What does ‘feedback’ mean to some of the best legal minds?

“The appraisal process is (about) engaging with employees properly, being transparent and showing you value them. Not running that process properly says the opposite.” Managing Associate

 

Situation

Our client, a Magic Circle law firm, conducts an annual employee engagement survey which has consistently identified that ‘more feedback’ is sought by lawyers at Managing Associate and Associate levels. However, it was not possible to deduce from the survey responses what this ‘feedback’ referred to. Hence HR and the Executive Partners engaged us to investigate deeper the lawyers’ views on feedback.

We proposed conducting semi-structured research interviews to enable deep listening. This is inductive research where the interview is approached not with a particular hypothesis to prove or disprove, but more about listening and interpreting to understand meaning, and provide insight to understand what the Associates felt about feedback from their own lived experience.

The Project

We worked with the HR Director and Head of Engagement to formalise the research brief and determine a sample to include male and female Associates, Managing Associates, Counsels and Partners across different Practice Groups. All participants were volunteers and were guaranteed confidentiality. All quotes and references were anonymised so that participants could talk freely without fear of repercussions.

25 participants were interviewed over the course of 3 weeks, generating 39 hours of interviews that were digitally recorded. These were analysed independently by three of our researchers who reflected and interpreted the interviews using Thematic Analysis. This enabled the distillation of the main themes by determining patterns of meaning from the interviews.

 

Key Findings

  • Currently the main vehicle for feedback is the appraisal process and this is insufficient for the lawyers’ needs.

The appraisal is the main vehicle for feedback but it is backward looking, time consuming and often impersonal. To the Associates the appraisal process lacks transparency and to many it is not a fair reflection of their efforts nor a guide on how to improve their performance.

“The appraisal process is (about) engaging with employees properly, being transparent and showing you value them. Not running that process properly says the opposite.”

  • Lawyers want more feedback from Partners and wherever possible from clients.

“I want evidence rather than opinion behind the feedback that I receive.”

They want more feedback from the Partners they work with and they want it in-flight rather than collated at the end of the year. Equally they accept that they may not take to receiving negative or ‘constructive’ feedback very well and hence would like the supporting evidence. Many of the lawyers expressed satisfaction at receiving client feedback and sentiment indicated that this ranks a close second to Partner feedback.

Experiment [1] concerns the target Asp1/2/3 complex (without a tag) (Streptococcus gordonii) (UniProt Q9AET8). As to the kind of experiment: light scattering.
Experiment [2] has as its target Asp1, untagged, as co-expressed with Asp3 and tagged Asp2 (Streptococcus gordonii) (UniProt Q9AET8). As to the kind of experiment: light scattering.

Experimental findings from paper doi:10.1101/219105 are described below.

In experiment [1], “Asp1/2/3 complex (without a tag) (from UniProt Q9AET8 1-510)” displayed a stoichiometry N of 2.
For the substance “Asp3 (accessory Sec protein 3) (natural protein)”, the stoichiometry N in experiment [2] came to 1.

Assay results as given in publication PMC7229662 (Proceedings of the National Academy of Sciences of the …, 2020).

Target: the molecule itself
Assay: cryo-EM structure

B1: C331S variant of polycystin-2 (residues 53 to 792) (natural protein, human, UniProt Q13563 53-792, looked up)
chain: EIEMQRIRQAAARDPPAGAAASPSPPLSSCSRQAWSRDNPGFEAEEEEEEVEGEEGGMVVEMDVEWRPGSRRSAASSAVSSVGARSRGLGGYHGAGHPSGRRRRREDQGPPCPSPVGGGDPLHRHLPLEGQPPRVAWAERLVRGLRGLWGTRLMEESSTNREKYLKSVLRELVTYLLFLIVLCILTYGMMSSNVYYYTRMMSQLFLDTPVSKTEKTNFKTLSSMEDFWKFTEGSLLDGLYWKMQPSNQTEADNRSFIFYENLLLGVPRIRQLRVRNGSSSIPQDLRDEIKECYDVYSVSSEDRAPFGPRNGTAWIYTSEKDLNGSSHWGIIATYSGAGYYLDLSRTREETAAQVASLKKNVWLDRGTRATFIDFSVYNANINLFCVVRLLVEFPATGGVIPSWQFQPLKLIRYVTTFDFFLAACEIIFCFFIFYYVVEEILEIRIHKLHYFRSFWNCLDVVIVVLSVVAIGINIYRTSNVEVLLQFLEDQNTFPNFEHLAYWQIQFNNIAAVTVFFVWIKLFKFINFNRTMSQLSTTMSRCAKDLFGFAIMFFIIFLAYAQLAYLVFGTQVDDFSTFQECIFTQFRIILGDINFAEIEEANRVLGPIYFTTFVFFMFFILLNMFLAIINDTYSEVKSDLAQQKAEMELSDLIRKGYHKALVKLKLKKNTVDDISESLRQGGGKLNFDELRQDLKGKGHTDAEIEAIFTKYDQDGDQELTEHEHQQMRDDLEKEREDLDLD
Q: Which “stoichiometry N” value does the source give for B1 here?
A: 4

“Client feedback would be very helpful, I don’t see any client satisfaction surveys.”

  • Feedback must be delivered in a timely fashion.

“Feedback is far more helpful when it’s fresh.”

Although the content of the feedback varied depending on seniority, everyone agreed that it must be delivered in a timely fashion. Associates are more interested in technical feedback and seem less interested in career/personal development feedback at this point in the their career. More important to the MAs seems to be professional development (client management, negotiation skills) and ‘advice’ on career development (promotion and specialisation). There appeared little direction and coaching in this area.

“Feedback should be timely and frank… because unless you’ve done a stellar job, the Partner has forgotten by appraisal time.”

  • The effect of the absence of in-flight feedback is that Associates report feelings of uncertainty and anxiety, fuelling the perception that they are missing out on personal development opportunities and potentially career progression.

(By not being copied in) “I am denied an opportunity to learn. I know it takes more time to go through it, we do it with Trainees, and some of this is the Partners’ style, but I will be missing out and that’s an opportunity missed…for me to develop. That is what I want, to be the best lawyer I can be.”

 

Recommendations

On the basis of the findings above, we recommended that our client addressed four key challenges if it is to deliver a successful feedback process that meets the needs of its people.

 

  1. Address the Perception Gap – Partners give formal feedback at appraisal but Associates would prefer ongoing informal feedback on performance.
  2. Make Time – Partners, and for that matter the Associates, are so pressed for time that the opportunity to give in-flight feedback is so slim, it almost always passes unnoticed.
  3. Take Responsibility – neither side is taking enough responsibility. The Associates could ask for more feedback and the Partners could provide more in-flight feedback.
  4. Culture Change – the Associates believe that the culture does not allow for in-flight, timely feedback.

 

Final Outcome

Our client has incorporated these findings and recommendations into a broader training and development programme for its partnership. We continue to support our client by developing approaches that tackle the challenges raised by our research. One such approach is Black Cab Conversations (BCC) – read more about BCC.

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